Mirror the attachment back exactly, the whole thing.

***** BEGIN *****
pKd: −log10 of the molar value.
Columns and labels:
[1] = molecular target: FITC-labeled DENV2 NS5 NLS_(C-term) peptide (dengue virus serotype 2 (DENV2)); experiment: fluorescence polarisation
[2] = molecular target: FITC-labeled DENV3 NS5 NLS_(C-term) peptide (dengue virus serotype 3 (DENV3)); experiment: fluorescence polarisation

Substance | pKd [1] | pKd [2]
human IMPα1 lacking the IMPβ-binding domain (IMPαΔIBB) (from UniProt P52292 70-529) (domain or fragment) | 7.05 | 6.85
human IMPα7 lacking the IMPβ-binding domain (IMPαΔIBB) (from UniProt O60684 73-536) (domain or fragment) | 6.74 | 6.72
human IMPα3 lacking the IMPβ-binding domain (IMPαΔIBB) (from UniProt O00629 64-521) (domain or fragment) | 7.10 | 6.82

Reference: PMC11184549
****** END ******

pKd: −log10 of the molar value.
Columns and labels:
[1] = molecular target: FITC-labeled DENV2 NS5 NLS_(C-term) peptide (dengue virus serotype 2 (DENV2)); experiment: fluorescence polarisation
[2] = molecular target: FITC-labeled DENV3 NS5 NLS_(C-term) peptide (dengue virus serotype 3 (DENV3)); experiment: fluorescence polarisation

Substance | pKd [1] | pKd [2]
human IMPα1 lacking the IMPβ-binding domain (IMPαΔIBB) (from UniProt P52292 70-529) (domain or fragment) | 7.05 | 6.85
human IMPα7 lacking the IMPβ-binding domain (IMPαΔIBB) (from UniProt O60684 73-536) (domain or fragment) | 6.74 | 6.72
human IMPα3 lacking the IMPβ-binding domain (IMPαΔIBB) (from UniProt O00629 64-521) (domain or fragment) | 7.10 | 6.82

Reference: PMC11184549